Ancient City Found in Mexico; Shows Olmec Influence

Stefan Lovgren
for National Geographic News
January 26, 2007

Archaeologists have unearthed a city in central Mexico that is more than 2,500 years old and was influenced by the ancient Olmec culture.

Creators of a pioneering written language and calendar, the Olmec are generally regarded as the first advanced civilization in Mesoamerica, the region stretching from central Mexico to eastern Honduras (map of North and Central America).

Located about 25 miles (40 kilometers) south of Mexico City, the ruins, called Zazacatla, are hundreds of miles from the Gulf of Mexico coast region generally associated with the Olmec (Mexico map).

The discovery of Zazacatla sheds light on early cultural developments and long-distance trade in ancient Mexico. The find also suggests that the influence of the Olmec was perhaps greater than previously thought.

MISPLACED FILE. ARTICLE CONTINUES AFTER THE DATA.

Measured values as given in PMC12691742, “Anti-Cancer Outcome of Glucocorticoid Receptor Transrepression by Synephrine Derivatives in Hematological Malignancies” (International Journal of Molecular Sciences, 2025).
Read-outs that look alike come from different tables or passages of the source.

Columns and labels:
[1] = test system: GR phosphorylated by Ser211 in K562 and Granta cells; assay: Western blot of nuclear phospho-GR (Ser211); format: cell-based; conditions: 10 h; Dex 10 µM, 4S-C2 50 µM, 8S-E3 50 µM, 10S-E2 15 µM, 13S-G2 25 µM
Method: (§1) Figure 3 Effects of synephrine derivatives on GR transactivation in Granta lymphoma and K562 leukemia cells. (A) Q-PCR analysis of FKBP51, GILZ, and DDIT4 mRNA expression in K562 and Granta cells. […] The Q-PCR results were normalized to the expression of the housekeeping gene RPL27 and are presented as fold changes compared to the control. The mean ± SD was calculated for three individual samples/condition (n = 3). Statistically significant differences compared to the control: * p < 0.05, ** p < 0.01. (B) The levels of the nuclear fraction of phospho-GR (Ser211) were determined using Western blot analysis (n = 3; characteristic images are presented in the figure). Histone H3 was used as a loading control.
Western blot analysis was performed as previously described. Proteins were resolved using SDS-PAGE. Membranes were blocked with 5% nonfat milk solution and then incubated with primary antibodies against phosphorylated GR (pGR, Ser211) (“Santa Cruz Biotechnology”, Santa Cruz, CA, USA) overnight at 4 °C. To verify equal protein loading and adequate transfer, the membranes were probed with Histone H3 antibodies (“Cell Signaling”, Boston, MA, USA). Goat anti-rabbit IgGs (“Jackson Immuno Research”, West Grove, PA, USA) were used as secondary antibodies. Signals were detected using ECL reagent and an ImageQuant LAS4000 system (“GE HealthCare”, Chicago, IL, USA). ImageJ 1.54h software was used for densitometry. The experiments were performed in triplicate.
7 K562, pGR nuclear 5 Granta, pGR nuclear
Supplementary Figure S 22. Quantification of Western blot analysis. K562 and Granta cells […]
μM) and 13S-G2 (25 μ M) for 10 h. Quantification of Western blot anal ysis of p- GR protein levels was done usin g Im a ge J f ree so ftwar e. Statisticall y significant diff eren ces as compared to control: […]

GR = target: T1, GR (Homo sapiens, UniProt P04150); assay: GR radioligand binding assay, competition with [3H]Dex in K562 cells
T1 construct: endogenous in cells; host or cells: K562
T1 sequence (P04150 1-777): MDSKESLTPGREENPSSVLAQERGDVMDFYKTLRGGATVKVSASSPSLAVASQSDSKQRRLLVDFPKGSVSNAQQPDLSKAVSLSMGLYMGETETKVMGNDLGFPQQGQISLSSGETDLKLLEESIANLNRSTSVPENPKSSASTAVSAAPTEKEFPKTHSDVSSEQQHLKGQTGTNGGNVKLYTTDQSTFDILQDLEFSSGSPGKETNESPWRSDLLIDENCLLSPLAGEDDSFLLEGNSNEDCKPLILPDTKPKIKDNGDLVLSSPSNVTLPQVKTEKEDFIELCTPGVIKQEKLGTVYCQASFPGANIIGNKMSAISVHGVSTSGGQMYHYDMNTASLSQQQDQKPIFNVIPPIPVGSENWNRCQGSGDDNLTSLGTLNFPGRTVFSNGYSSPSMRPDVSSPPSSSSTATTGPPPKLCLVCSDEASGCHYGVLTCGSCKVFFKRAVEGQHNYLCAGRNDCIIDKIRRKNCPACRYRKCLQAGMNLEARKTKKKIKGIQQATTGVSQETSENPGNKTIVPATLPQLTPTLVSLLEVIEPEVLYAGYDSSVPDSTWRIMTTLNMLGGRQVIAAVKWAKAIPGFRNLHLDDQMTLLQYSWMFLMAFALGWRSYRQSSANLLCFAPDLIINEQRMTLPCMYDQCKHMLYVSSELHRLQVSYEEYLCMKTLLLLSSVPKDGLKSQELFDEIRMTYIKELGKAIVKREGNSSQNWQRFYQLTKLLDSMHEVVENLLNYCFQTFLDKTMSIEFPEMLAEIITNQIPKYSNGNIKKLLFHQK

Zazacatla was found buried under housing and commercial development. Its discovery underlines the extent to which Mexico's heritage remains unexplored and unprotected, archaeologists say.

"The public may think that all the important archaeological sites in Mexico are known. But this is not the case," said David Grove, a professor emeritus of anthropology at the University of Illinois at Urbana-Champaign, who has worked in central Mexico for more than 40 years.

"Ninety-five percent of Mexico remains essentially unexplored."

Mother Culture

The Olmec are often called the mother culture of Mesoamerica. They flourished during the so-called formative period of the region's history—about 1200 B.C. to 400 B.C.

The Olmec lived in the Gulf coast area that today makes up the states of Veracruz and Tabasco. The most prominent Olmec center was the city of La Venta.

Famed for their colossal sculptures of heads, the Olmec may also have been the first Mesoamerican civilization to develop a writing system.

They may not have been ethnically Olmec, but the inhabitants of Zazacatla seem to have revered Olmec culture.

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